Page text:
International students and scholars might reasonably assume that using marijuana where it's legal in the United States would not impact their immigration status. They might also reasonably presume that simply being arrested for driving under the influence (DUI) of alcohol, but not convicted, would not affect their visa eligibility. Reasonable but wrong.
Student and scholar advising is now vastly more complicated due to marijuana legalization and the Department of State's new practice of revoking visas of those arrested for DUI. Well-informed advisers must help students and scholars understand the impact that alcohol and marijuana use or offenses might have on their immigration status and visa eligibility.
Join this live NAFSA e-Learning Seminar to learn from expert presenters, including an immigration attorney and two managers of international student offices.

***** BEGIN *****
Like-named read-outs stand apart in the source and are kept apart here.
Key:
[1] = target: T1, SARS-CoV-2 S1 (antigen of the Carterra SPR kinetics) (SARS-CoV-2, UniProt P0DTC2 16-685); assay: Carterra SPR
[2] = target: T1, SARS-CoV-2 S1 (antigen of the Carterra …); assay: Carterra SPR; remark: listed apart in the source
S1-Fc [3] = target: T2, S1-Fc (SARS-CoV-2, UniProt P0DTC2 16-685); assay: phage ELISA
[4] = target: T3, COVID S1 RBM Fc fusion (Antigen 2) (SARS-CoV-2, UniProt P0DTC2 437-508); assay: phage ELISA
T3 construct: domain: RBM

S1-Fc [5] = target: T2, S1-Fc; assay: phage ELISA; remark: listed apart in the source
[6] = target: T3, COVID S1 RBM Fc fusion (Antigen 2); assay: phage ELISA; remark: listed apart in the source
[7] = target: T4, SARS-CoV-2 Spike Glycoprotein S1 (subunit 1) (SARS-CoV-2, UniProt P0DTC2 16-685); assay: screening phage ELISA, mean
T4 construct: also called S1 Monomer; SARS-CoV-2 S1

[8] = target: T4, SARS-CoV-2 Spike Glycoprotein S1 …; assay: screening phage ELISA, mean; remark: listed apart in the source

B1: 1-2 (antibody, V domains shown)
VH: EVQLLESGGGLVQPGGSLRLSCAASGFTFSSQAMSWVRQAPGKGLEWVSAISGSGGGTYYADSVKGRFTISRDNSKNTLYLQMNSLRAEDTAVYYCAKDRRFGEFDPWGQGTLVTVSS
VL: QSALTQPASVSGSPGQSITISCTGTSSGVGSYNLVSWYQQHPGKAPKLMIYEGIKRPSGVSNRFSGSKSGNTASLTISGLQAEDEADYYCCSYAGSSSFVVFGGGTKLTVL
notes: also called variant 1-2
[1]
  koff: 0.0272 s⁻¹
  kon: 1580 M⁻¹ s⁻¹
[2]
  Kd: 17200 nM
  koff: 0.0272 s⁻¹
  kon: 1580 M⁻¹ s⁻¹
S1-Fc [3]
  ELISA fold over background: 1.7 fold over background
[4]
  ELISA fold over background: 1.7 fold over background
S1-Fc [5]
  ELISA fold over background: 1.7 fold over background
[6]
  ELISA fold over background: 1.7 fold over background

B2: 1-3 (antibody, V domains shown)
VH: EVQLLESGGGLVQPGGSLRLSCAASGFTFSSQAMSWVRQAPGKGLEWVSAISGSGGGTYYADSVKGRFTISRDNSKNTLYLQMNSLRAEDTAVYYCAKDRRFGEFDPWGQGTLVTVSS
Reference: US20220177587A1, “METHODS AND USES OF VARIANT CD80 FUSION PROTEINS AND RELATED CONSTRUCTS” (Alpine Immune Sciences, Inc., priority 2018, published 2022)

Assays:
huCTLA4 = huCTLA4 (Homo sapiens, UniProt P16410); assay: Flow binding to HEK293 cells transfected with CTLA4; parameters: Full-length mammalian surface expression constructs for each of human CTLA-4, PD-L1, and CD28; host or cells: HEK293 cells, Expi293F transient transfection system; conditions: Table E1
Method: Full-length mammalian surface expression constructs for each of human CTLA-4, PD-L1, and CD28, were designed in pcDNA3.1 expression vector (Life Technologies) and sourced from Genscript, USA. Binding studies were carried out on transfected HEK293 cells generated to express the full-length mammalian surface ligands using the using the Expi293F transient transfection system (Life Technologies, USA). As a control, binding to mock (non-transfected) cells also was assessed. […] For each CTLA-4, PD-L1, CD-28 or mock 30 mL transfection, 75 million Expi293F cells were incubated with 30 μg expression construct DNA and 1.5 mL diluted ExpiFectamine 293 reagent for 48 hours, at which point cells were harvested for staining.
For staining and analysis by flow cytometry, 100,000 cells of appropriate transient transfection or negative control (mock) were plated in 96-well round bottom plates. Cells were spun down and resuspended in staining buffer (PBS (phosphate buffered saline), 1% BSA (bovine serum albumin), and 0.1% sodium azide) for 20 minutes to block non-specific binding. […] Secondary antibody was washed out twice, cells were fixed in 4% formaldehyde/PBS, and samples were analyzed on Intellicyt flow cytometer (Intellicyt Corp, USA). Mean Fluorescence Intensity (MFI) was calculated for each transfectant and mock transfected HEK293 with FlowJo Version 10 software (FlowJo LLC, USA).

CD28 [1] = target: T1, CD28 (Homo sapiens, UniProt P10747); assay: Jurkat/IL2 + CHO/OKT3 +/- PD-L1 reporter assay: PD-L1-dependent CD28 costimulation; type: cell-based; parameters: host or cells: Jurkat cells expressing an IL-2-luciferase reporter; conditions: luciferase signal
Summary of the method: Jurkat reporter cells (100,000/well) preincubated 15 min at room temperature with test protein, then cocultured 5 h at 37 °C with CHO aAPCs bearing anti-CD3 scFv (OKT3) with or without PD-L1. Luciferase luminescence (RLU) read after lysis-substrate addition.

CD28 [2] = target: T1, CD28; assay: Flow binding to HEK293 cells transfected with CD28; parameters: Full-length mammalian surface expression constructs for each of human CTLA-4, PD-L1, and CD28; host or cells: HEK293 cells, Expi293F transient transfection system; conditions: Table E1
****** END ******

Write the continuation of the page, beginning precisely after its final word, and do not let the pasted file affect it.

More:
The presenters will address how the variance of state and federal marijuana laws complicate the issue, and review information advisers can provide to students and scholars concerning the risks of marijuana purchase, use, and transport, even in jurisdictions where it is legal. The presenters will also explain what visa revocation means and explore the implications of DUI-related revocations, including the consular processes involved in future visa applications. The seminar will also provide the legal framework for understanding how criminal offenses, generally, may impact immigration status and visa eligibility.